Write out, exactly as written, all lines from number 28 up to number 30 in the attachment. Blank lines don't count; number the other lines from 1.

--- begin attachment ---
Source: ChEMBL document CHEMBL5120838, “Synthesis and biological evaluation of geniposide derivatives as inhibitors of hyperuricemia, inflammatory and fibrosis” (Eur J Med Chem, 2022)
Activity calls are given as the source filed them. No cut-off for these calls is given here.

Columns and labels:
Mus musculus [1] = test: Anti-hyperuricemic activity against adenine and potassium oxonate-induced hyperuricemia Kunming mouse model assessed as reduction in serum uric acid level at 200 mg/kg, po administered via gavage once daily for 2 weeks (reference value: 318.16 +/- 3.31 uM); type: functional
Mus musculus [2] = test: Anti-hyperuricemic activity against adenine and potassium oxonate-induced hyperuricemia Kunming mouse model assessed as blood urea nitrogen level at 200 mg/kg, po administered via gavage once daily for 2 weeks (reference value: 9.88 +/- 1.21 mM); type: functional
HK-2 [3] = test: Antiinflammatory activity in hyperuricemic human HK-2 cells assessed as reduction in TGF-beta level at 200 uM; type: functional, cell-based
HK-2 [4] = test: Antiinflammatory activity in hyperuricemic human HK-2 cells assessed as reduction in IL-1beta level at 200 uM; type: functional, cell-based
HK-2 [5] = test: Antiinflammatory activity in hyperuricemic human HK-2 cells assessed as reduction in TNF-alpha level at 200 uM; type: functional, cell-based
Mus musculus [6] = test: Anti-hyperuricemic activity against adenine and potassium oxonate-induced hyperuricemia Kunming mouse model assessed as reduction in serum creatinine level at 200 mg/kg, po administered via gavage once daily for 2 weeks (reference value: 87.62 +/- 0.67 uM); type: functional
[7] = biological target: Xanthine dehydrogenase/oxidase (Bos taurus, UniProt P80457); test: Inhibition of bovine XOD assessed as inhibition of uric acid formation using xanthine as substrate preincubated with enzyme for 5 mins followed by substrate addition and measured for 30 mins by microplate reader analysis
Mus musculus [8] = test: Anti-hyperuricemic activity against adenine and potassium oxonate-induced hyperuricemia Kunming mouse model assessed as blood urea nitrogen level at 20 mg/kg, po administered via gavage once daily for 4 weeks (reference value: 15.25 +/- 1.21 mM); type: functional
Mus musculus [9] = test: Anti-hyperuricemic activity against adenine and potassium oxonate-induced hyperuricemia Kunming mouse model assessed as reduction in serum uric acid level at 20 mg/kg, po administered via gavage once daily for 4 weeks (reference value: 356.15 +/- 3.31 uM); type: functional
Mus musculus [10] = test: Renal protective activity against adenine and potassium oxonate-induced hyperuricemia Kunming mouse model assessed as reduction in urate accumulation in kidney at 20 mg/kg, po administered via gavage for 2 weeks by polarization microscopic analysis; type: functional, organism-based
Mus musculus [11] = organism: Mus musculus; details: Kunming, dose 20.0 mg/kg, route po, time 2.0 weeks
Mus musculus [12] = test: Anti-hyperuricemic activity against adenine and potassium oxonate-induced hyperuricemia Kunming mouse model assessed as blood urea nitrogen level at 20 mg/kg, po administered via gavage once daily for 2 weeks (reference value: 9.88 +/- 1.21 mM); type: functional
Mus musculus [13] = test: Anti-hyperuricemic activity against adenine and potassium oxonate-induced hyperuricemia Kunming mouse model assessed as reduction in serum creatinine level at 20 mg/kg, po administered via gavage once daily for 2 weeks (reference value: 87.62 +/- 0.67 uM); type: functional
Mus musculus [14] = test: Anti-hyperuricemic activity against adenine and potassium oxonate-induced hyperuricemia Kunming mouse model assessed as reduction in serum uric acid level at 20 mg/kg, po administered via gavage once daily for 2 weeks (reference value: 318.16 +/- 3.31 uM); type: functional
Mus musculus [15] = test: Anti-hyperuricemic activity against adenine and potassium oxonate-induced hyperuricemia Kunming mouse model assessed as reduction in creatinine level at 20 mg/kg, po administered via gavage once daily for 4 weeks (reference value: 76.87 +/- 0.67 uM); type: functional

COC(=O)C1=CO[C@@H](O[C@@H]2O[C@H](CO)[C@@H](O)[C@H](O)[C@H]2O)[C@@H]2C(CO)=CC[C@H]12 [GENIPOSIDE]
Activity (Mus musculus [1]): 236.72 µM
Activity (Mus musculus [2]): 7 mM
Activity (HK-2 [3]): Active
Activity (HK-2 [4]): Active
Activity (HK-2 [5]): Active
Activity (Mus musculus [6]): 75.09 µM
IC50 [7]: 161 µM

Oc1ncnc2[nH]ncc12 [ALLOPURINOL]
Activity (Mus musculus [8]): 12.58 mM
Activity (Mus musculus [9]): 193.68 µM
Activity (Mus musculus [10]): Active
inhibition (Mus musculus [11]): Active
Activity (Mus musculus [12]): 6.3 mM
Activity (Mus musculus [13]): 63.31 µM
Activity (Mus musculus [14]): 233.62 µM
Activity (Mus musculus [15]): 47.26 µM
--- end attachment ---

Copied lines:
Activity (Mus musculus [8]): 12.58 mM
Activity (Mus musculus [9]): 193.68 µM
Activity (Mus musculus [10]): Active